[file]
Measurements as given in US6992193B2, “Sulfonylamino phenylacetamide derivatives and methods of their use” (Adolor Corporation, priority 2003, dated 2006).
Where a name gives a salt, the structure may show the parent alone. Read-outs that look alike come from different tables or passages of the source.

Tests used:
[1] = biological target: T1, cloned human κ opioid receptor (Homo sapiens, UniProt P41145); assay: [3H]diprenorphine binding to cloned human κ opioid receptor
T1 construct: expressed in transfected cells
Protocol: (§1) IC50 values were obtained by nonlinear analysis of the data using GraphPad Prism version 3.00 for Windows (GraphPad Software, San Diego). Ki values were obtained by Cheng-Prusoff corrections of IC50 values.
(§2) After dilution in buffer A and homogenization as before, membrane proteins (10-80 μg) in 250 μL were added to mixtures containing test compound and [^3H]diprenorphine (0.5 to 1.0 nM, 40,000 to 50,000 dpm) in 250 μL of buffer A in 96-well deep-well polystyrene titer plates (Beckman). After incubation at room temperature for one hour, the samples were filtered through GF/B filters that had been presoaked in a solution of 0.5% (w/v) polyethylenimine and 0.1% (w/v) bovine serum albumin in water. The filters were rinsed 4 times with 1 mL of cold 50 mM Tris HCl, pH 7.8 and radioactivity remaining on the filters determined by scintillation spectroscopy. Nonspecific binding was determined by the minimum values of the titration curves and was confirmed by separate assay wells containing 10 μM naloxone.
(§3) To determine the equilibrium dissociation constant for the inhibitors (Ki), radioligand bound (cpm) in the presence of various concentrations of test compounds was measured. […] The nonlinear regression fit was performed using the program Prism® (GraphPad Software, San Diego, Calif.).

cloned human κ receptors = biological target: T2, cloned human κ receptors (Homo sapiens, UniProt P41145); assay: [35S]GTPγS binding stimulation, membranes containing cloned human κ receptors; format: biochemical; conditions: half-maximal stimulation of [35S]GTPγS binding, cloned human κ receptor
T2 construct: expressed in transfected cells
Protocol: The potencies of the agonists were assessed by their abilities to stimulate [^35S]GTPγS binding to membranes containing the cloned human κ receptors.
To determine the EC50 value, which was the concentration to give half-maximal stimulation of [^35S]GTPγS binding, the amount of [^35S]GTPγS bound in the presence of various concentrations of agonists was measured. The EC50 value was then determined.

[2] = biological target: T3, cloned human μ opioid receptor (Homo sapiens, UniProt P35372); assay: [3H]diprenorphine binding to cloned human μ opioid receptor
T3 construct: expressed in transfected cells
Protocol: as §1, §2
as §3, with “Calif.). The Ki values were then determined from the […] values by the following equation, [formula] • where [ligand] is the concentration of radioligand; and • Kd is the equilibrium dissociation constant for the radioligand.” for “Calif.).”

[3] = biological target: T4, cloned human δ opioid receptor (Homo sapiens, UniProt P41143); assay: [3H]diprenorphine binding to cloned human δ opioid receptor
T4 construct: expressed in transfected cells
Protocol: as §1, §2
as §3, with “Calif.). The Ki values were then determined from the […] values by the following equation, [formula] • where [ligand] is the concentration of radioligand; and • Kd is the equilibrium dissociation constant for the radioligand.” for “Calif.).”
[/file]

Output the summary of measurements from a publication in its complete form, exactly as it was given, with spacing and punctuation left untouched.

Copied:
Measurements as given in US6992193B2, “Sulfonylamino phenylacetamide derivatives and methods of their use” (Adolor Corporation, priority 2003, dated 2006).
Where a name gives a salt, the structure may show the parent alone. Read-outs that look alike come from different tables or passages of the source.

Tests used:
[1] = biological target: T1, cloned human κ opioid receptor (Homo sapiens, UniProt P41145); assay: [3H]diprenorphine binding to cloned human κ opioid receptor
T1 construct: expressed in transfected cells
Protocol: (§1) IC50 values were obtained by nonlinear analysis of the data using GraphPad Prism version 3.00 for Windows (GraphPad Software, San Diego). Ki values were obtained by Cheng-Prusoff corrections of IC50 values.
(§2) After dilution in buffer A and homogenization as before, membrane proteins (10-80 μg) in 250 μL were added to mixtures containing test compound and [^3H]diprenorphine (0.5 to 1.0 nM, 40,000 to 50,000 dpm) in 250 μL of buffer A in 96-well deep-well polystyrene titer plates (Beckman). After incubation at room temperature for one hour, the samples were filtered through GF/B filters that had been presoaked in a solution of 0.5% (w/v) polyethylenimine and 0.1% (w/v) bovine serum albumin in water. The filters were rinsed 4 times with 1 mL of cold 50 mM Tris HCl, pH 7.8 and radioactivity remaining on the filters determined by scintillation spectroscopy. Nonspecific binding was determined by the minimum values of the titration curves and was confirmed by separate assay wells containing 10 μM naloxone.
(§3) To determine the equilibrium dissociation constant for the inhibitors (Ki), radioligand bound (cpm) in the presence of various concentrations of test compounds was measured. […] The nonlinear regression fit was performed using the program Prism® (GraphPad Software, San Diego, Calif.).

cloned human κ receptors = biological target: T2, cloned human κ receptors (Homo sapiens, UniProt P41145); assay: [35S]GTPγS binding stimulation, membranes containing cloned human κ receptors; format: biochemical; conditions: half-maximal stimulation of [35S]GTPγS binding, cloned human κ receptor
T2 construct: expressed in transfected cells
Protocol: The potencies of the agonists were assessed by their abilities to stimulate [^35S]GTPγS binding to membranes containing the cloned human κ receptors.
To determine the EC50 value, which was the concentration to give half-maximal stimulation of [^35S]GTPγS binding, the amount of [^35S]GTPγS bound in the presence of various concentrations of agonists was measured. The EC50 value was then determined.

[2] = biological target: T3, cloned human μ opioid receptor (Homo sapiens, UniProt P35372); assay: [3H]diprenorphine binding to cloned human μ opioid receptor
T3 construct: expressed in transfected cells
Protocol: as §1, §2
as §3, with “Calif.). The Ki values were then determined from the […] values by the following equation, [formula] • where [ligand] is the concentration of radioligand; and • Kd is the equilibrium dissociation constant for the radioligand.” for “Calif.).”

[3] = biological target: T4, cloned human δ opioid receptor (Homo sapiens, UniProt P41143); assay: [3H]diprenorphine binding to cloned human δ opioid receptor
T4 construct: expressed in transfected cells
Protocol: as §1, §2
as §3, with “Calif.). The Ki values were then determined from the […] values by the following equation, [formula] • where [ligand] is the concentration of radioligand; and • Kd is the equilibrium dissociation constant for the radioligand.” for “Calif.).”